As neighboring community members, many in Wilton may experience anxiety and grief in the aftermath of Friday morning's shooting at Sandy Hook Elementary School in Newtown.

Twenty-seven were killed, 18 of which were children, according to the Associated Press. The gunman, identified by state police as Adam Lanza, 20, was a former Newtown resident.

If students need support, mental health staff will be on hand at Wilton schools and tips will be posted on the school website.

Gov. Dannel Malloy has issued a state-wide message that all flags should be set at half-mast.

Congressman Jim Himes released the following statement regarding the school shooting:

“Words cannot express the sadness and horror I feel at the horrendous shootings in Newtown. As father to two young girls, I don't know how life would go on after the murder of my child or one of their teachers. But if community means anything, the children of Sandy Hook Elementary School are our children, as were the children of Columbine, Virginia Tech, and Aurora. I hope and pray that the flood of sympathy and condolences offered to the victims and survivors of this unspeakable crime will ignite the dedication and ingenuity of our nation to end this scourge of violence.”

Kids in Crisis, which offers a 24-hour hotline (203-327-KIDS) for all community members who need support — including providing emotional and therapeutic support for parents, students, and school staff —  has assembled a crisis response team and will have crisis counselors and clinicians available to anyone in the community throughout the weekend and into next week.

"Please do not hesitate to reach out to us," said Shari Shapiro, Kids in Crisis executive director. "We are here for you, and together we will get through this horrific atrocity that has shaken Fairfield County, and the nation."

Wilton Youth Services passed along the following information from the Parenting Center, a nonprofit organization in Fort Worth, Texas. The center said it is important to remain calm and collected when speaking with a child regarding a shooting, especially as they are likely to foster the fears and anxiety you evoke in your expression.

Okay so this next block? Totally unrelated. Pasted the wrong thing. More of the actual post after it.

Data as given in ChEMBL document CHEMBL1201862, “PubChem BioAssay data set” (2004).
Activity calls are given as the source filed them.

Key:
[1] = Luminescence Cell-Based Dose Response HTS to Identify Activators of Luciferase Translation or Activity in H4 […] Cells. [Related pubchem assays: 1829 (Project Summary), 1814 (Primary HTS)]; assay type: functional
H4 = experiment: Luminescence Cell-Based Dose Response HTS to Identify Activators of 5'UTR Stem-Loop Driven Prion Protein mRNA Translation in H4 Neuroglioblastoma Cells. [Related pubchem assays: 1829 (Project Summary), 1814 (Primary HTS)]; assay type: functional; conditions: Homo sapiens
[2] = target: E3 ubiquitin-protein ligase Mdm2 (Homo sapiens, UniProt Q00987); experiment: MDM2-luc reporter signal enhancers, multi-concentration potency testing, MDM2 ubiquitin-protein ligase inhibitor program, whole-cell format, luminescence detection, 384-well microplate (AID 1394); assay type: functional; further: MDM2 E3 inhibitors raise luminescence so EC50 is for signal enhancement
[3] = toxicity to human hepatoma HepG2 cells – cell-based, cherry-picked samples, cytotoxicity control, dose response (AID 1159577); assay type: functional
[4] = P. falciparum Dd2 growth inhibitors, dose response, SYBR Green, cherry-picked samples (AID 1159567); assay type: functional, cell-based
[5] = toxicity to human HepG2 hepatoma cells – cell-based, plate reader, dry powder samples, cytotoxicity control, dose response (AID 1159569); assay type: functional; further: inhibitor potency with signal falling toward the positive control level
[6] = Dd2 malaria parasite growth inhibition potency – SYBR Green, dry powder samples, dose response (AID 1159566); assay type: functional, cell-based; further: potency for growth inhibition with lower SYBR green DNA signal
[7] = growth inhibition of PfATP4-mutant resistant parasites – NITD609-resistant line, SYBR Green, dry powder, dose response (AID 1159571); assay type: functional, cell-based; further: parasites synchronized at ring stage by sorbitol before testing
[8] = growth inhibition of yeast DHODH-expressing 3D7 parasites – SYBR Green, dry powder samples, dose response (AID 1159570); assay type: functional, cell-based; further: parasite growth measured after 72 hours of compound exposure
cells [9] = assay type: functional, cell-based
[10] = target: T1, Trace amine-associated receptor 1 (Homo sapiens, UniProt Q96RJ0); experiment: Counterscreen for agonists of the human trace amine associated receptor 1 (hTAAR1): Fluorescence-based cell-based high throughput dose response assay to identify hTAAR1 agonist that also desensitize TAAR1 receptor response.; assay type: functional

The center has released the following guidelines:

"Questions or concerns may come up days, or even weeks, after an event has occurred.

"If your child is under the age of 8, he/she is too young to comprehend horrific events like murder, robberies, terrorism, and war. It is best to keep the news channels turned off so they are not hearing or seeing snippets of confusing information.

"For children ages 8-10, be open to discussing topics like death and murder. Children this age can empathize with victims, and they may feel saddened or fearful for their own safety. Reflect their feelings by saying, "You seem upset by this" and wait for them to share more. Help them learn about the ways your community promotes people's safety.

"Taking action in a positive way often restores a sense of security and power over their negative feelings.

"Pre-teens/teens, whether directly impacted or not, may have strong reactions to these events. It is a good opportunity to discuss their feelings and values and may even spur them to give back to the community in some way."

For help or information on Wilton Youth Services, call 203-834-6241 or email Colleen Fawcett at or Margaret Creeth